Identity and Work Ethic of Peasants in the Context of the Post-Soviet Socio-economic Transformation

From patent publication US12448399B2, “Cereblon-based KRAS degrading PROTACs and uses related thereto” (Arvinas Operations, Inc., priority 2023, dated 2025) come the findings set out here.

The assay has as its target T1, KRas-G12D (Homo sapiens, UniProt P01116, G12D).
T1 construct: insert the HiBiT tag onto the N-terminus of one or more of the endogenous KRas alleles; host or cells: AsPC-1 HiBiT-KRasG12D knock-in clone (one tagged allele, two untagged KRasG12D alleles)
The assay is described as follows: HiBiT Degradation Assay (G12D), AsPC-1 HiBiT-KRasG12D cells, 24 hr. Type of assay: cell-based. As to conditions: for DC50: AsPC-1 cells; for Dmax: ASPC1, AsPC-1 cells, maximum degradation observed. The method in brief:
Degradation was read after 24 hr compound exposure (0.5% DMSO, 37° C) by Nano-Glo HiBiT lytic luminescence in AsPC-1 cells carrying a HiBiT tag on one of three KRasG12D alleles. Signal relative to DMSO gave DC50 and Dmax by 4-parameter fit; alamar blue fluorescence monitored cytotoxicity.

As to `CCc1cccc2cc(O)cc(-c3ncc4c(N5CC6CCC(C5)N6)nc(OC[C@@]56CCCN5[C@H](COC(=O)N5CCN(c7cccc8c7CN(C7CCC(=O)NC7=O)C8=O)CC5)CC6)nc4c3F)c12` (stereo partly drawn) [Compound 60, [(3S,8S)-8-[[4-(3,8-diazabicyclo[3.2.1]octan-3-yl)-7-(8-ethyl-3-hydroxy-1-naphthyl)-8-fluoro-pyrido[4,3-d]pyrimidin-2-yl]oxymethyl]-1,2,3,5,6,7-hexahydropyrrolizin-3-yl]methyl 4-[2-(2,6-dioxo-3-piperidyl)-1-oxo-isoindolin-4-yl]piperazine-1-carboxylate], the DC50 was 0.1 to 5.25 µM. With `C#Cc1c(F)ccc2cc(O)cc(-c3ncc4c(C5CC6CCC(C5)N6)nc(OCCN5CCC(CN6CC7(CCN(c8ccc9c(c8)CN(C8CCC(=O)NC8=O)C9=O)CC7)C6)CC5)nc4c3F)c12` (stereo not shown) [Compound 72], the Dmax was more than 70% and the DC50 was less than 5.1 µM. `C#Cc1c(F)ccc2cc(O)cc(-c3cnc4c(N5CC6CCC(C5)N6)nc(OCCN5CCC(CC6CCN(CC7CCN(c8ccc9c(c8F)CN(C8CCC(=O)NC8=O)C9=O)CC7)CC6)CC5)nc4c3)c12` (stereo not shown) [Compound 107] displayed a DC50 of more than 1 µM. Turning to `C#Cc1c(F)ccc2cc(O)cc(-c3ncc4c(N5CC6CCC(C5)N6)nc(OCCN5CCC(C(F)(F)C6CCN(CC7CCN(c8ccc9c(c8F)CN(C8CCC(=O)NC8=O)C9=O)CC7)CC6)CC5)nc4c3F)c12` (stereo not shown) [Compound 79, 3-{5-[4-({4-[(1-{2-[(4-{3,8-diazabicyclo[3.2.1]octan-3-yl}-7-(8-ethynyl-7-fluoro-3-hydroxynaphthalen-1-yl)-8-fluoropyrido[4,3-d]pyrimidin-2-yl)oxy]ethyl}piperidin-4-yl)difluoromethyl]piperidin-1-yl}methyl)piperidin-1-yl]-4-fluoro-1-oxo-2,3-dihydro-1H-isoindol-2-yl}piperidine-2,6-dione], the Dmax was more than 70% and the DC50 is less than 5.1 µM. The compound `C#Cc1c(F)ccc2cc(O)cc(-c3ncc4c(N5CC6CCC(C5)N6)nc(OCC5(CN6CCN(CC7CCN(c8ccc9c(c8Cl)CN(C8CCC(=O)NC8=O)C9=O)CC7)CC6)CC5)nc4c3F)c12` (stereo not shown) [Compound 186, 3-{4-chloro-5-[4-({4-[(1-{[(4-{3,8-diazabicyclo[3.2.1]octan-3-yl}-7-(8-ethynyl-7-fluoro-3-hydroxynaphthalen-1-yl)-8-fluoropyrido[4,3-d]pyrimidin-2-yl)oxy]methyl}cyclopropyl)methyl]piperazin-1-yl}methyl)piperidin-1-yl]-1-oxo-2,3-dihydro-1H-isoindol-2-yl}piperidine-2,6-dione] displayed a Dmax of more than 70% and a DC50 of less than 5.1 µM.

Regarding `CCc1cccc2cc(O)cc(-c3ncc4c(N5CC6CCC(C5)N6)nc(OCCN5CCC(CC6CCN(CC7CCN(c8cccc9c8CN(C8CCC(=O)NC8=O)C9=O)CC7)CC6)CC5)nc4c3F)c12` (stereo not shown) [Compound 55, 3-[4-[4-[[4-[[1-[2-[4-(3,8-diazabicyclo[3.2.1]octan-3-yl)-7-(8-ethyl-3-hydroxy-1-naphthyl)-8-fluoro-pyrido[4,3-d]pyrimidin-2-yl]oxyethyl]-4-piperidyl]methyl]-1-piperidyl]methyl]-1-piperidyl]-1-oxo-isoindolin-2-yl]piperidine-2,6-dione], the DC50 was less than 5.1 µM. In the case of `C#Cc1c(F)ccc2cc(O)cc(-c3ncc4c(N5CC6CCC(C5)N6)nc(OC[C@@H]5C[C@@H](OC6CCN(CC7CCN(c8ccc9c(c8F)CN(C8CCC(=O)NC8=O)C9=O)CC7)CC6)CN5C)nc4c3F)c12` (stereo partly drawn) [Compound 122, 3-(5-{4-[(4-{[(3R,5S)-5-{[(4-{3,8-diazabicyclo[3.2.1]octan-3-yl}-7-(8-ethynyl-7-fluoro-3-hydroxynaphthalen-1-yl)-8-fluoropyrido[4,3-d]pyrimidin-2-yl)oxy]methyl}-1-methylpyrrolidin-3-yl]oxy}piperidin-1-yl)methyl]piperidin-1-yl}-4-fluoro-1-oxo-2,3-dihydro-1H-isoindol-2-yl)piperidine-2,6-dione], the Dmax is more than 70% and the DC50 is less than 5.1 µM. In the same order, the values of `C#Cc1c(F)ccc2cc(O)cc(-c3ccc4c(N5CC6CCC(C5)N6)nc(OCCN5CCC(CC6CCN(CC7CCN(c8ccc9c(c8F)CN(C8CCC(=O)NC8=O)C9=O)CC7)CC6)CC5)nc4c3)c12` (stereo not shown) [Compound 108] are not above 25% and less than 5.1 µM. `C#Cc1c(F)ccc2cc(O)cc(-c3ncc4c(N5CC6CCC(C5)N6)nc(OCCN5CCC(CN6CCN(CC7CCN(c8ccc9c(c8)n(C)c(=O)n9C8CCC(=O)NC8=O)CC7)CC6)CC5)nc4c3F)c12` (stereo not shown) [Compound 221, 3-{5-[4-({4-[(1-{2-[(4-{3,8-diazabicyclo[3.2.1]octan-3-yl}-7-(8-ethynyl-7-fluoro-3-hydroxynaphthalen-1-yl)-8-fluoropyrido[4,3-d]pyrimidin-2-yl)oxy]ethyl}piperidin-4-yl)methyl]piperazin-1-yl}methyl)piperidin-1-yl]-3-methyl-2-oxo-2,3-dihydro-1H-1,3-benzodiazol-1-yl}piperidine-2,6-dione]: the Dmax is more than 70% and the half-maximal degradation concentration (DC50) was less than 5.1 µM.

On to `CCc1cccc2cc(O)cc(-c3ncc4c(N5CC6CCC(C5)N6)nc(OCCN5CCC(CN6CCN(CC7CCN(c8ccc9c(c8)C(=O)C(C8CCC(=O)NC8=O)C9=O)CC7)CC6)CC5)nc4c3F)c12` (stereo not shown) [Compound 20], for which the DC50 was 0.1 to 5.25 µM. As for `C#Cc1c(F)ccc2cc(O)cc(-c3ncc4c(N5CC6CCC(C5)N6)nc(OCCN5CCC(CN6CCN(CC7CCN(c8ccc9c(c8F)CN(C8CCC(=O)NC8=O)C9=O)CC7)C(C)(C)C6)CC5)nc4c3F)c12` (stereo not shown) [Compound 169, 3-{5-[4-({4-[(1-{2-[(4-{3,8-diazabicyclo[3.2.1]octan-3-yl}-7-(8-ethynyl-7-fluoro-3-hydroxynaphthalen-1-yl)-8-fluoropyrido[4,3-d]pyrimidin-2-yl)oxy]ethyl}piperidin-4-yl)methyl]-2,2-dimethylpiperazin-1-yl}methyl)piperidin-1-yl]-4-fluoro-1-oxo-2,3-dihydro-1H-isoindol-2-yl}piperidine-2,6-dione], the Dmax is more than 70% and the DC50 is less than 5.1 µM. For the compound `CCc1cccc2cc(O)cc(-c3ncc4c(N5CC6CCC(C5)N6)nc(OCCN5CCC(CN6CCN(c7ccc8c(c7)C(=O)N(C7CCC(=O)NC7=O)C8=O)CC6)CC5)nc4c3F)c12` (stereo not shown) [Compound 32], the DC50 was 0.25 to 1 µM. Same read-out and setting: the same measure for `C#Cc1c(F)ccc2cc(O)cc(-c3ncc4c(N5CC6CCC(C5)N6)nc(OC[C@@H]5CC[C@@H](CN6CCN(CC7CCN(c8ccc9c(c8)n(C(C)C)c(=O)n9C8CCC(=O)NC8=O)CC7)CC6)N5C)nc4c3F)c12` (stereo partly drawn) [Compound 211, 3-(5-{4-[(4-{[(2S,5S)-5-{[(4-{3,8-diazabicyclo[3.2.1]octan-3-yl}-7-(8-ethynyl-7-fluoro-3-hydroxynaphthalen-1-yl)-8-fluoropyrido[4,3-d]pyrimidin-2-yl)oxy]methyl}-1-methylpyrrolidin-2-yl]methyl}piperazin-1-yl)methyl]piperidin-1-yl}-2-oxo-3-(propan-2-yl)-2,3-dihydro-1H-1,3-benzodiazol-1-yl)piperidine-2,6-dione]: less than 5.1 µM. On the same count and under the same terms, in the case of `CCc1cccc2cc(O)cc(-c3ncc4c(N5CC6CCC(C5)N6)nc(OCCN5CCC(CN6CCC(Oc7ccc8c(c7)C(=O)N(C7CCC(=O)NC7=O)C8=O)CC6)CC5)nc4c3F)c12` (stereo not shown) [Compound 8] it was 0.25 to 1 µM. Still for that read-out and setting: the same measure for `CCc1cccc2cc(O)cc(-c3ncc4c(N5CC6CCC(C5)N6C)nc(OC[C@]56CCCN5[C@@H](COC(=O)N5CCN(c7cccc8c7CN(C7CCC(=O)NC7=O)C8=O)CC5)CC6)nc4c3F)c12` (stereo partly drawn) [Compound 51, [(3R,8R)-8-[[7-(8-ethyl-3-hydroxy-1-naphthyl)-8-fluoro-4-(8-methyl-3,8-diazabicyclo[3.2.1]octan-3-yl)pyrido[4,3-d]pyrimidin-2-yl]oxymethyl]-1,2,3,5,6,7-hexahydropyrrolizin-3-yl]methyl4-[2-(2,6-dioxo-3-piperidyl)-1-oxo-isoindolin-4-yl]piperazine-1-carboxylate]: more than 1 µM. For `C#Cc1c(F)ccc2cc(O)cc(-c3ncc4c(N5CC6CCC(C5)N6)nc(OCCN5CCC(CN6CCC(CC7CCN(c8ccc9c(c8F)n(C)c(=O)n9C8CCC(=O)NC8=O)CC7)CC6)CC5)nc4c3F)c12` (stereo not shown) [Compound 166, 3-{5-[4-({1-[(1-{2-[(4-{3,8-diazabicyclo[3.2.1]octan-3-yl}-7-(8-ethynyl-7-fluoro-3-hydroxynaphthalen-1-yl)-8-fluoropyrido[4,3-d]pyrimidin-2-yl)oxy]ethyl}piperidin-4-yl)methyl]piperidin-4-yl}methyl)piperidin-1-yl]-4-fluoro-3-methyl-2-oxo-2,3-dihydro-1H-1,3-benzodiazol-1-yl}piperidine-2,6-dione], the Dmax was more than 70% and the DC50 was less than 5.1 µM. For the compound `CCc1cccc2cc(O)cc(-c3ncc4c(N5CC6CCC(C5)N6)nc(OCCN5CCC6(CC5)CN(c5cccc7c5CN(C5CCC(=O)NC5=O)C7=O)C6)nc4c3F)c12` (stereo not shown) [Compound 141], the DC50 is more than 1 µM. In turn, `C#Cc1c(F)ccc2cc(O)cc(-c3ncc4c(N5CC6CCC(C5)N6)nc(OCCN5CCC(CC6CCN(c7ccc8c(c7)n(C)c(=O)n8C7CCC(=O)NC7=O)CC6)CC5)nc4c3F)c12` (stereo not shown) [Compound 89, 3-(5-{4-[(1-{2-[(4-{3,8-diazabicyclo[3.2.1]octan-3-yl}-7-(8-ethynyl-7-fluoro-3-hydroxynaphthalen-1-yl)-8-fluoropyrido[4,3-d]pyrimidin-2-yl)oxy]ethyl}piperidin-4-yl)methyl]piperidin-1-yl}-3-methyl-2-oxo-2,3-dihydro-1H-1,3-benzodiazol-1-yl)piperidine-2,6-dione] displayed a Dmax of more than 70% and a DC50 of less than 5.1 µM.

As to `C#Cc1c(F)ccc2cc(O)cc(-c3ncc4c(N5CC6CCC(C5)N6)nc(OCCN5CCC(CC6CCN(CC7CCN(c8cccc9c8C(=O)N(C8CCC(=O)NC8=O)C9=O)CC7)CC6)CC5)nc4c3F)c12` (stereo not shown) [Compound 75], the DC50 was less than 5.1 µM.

The chapter analyzes transformations of identity and work ethic among rural habitants through the lens of moral emotions based on the empirical data – thirty semi-structured interviews were collected in several villages of the agricultural region of Russia. We present the following logic of transformations: changed socio-cultural conditions, including public sentiment toward agricultural labor, lead to the transformation of identity of peasantry. Shifts in self-identification cause changes in labor attitudes and strategies, and new attitudes are ingrained in the work ethic of Russian peasantry. The decision to concentrate on emotions emerged in the aftermath of a more general study of the social and structural conditions in the Russian countryside, which resulted in interviews abounding with villagers’ representations of negative emotions. Building on the existing body of work on the psychology and sociology of emotions (focused on studies of shame and envy), the authors have identified new demonstrations of emotion arising from new socio-cultural conditions in the Russian village. This is achieved through an analysis of the verbal markers employed in moral emotions. The authors outline the phenomenon of “contempt for rural/physical labor” from both the immediate surrounding environment and wider society more generally. This emotional backdrop brings with it negative effects such as shame and envy that, in turn, corrode self-esteem and self-efficacy among the rural population, leading even to withdrawal from active employment on the land and the weakening of social ties. As a result, the rural ethical views work as a thing needed purely in order to meet one’s basic needs, a position that weakens any aspirations toward economic success and simultaneously promotes a sense of endurance and suffering among the rural population who are forced by ‘necessity’ to do such hard and ‘dirty’ work.